From small, taut dramas to big, happy musicals, the favorites ranged across the board as theater critics picked favorites from 2011.
PICKS FROM GRAYDON ROYCE
Year-end lists always draw fire for the shows you didn't choose -- and for the ones you did. So, after sifting through more than 100 shows from 2011, here are 10 that rise to the top. They are not necessarily the "best," but they are memorable for very particular reasons:
1. "Doubt," Ten Thousand Things
I take it back. This was the best. Perfect acting, directing, shading, everything. Nice going, director Peter Rothstein and actors Kris Nelson, Sally Wingert, Regina Marie Williams and Jane Froiland.
2. "Man of La Mancha," Ten Thousand Things
This makes the list for Steve Epp's indelible portrait as the title character. It's rare when a performance takes on such dimension that you see an old show as completely new.
3. "Little Shop of Horrors," Mu Performing Arts
Heart, charm and humor wrapped up in a dopey musical about a human-eating plant. This show demonstrated how far Mu has come. Jennifer Weir directed and actors Randy Reyes, Sara Ochs and Kurt Kwan led the cast.
4. "Hairspray," Chanhassen Dinner Theatres
Michael Brindisi's production of this campy musical was pitch-perfect. Chanhassen is best when really talented performers get a chance to sing and dance. They got it here. Absolute fun.
5. "God of Carnage," Guthrie Theater
Yasmina Reza's small comic drama peeled away politesse and revealed the lurking brute who lives in our souls. A fine cast; sharp, attentive direction by John Miller-Stephany.
6. "After Miss Julie," Gremlin Theatre
The verisimilitude of staging this play in the servants' kitchen at the James J. Hill house made for crackling intensity. Peter Christian Hansen and Anna Sundberg played cat and mouse while Amanda Whisner poignantly suffered. A rare night in the theater.
7. "Waiting for Godot," Theatre Pro Rata
This was also a small production that benefited from being in the right place. The Hollywood Theater was dusty and hot as Hades on the night the play opened. Looking back, that's just the right aura for this wasteland drama, and director Ryan Ripley used the space wisely.
8. "The 25th Annual Putnam County Spelling Bee," Theater Latté Da
Sweet performances from several young actors and sterling comic work by Tod Petersen and Kim Kivens made Peter Rothstein's production a delight.
9. "The Gospel According to Jerry," Minnesota Jewish Theatre Company
Ryan Lindberg and Greta Oglesby enriched a modest story about a rabbi and gospel singer who meet at Overeaters Anonymous and come to appreciate each other's faith. By no means a perfect script, but full of humanity.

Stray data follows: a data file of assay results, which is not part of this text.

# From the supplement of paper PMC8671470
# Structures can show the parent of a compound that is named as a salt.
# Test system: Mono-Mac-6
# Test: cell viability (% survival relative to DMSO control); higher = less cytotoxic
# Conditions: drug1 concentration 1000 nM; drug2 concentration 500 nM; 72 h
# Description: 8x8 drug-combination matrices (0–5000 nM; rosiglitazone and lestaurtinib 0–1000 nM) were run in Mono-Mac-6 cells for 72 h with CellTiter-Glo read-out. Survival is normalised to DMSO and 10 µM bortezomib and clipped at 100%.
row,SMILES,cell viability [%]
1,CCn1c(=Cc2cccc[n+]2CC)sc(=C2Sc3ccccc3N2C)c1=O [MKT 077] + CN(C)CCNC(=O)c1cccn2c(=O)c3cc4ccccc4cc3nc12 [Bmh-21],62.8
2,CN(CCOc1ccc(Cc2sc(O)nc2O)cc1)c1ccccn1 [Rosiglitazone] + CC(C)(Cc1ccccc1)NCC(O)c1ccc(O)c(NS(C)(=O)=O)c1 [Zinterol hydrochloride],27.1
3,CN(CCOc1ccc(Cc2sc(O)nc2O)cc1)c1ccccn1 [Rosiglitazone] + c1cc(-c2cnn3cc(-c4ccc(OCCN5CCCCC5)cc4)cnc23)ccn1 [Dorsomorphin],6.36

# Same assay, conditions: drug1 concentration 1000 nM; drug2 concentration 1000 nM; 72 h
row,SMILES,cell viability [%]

10. "Shirley Valentine," Jungle Theater
I can still see Cheryl Willis' worn-out face and sad eyes as she relates the dreariness of her Liverpool housewifery. Willis and director Bain Boehlke got all the details right.
PICKS FROM ROHAN PRESTON
From dark dramas to musical comedies, new works to classics, there was much to celebrate on Twin Cities stages in 2011.
1. "In the Red and Brown Water," a Pillsbury House Theatre and Mount Curve Company production at the Guthrie Theater
The Minnesota debut of Tarell Alvin McCraney's imaginative and magisterial drama about a love-longing track star's thwarted dream justified the hype the playwright's work has received nationally. Director Marion McClinton's exquisite production had lyrical performances by an all-honors cast made up of Ansa Akyea, Nathan Barlow, Aimee K. Bryant, John Catron, Christiana Clark, Celeste Jones, Gavin Lawrence, Greta Oglesby, Sonja Parks and James A. Williams.
2. "The Edge of Our Bodies," Guthrie
Star Ali Rose Dachis was understated and pitch-perfect in Adam Rapp's poetic coming-of-age one-act. She and Steve Sweere made Ben McGovern's tautly wrought staging compelling.
3. "Ajax in Iraq," Frank Theatre
The image of actor Katie Guentzel's face contorted as if pulled by G-forces during a sex assault scene is indelible, thanks to director Wendy Knox's up-close-and-personal staging of Ellen McLaughlin's update of the Greek tragedy about betrayal by a military superior.
4. "Ma Rainey's Black Bottom," a Penumbra Theatre production at the Guthrie
Director Lou Bellamy tapped a stellar cast that included James T. Alfred as rooster-like Levee and Jevetta Steele as the title diva to make this August Wilson revival sing.
5. "God of Carnage," Guthrie
Fine actors Tracey Maloney, Chris Carlson, Jennifer Blagen and Bill McCallum brought Yasmina Reza's biting comedy to cutting life in John Miller-Stephany's production.
6. "Annie," Children's Theatre
Director Peter Rothstein arrested our imaginations with his Broadway-caliber "Annie," with Lee Mark Nelson as Daddy Warbucks and Megan Fisher as the sweet red-headed orphan.
7. "H.M.S. Pinafore," Guthrie
Director Joe Dowling's and choreographer David Bolger's lavishly entertaining staging of the Gilbert and Sullivan classic was a guilty pleasure, with notable performances by Robert O. Berdahl as the captain and Christina Baldwin as a saucily delightful Buttercup.
8. "Street Scene," Girl Friday Productions
Actors Kirby Bennett, Bob Malos and Anna Sundberg stood out in director Craig Johnson's palpable staging of Elmer Rice's Pulitzer Prize-winning drama about a neighborhood of immigrants.
9. "Les Misérables," Orpheum Theatre
Cameron Mackintosh's retooled "Les Miz" boasted a strong company led by J. Mark McVey as a top-flight Jean Valjean.
10. "I Wish You Love," Penumbra
Actor Dennis Spears totally inhabited Nat King Cole in Dominic Taylor's new tuner about the pioneering entertainer and TV host.